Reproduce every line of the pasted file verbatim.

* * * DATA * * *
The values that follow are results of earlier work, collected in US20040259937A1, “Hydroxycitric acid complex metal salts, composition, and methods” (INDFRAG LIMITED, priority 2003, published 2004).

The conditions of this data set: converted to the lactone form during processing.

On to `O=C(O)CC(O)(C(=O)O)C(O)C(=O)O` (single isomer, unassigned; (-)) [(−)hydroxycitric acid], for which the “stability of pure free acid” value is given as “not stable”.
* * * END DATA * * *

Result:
The values that follow are results of earlier work, collected in US20040259937A1, “Hydroxycitric acid complex metal salts, composition, and methods” (INDFRAG LIMITED, priority 2003, published 2004).

The conditions of this data set: converted to the lactone form during processing.

On to `O=C(O)CC(O)(C(=O)O)C(O)C(=O)O` (single isomer, unassigned; (-)) [(−)hydroxycitric acid], for which the “stability of pure free acid” value is given as “not stable”.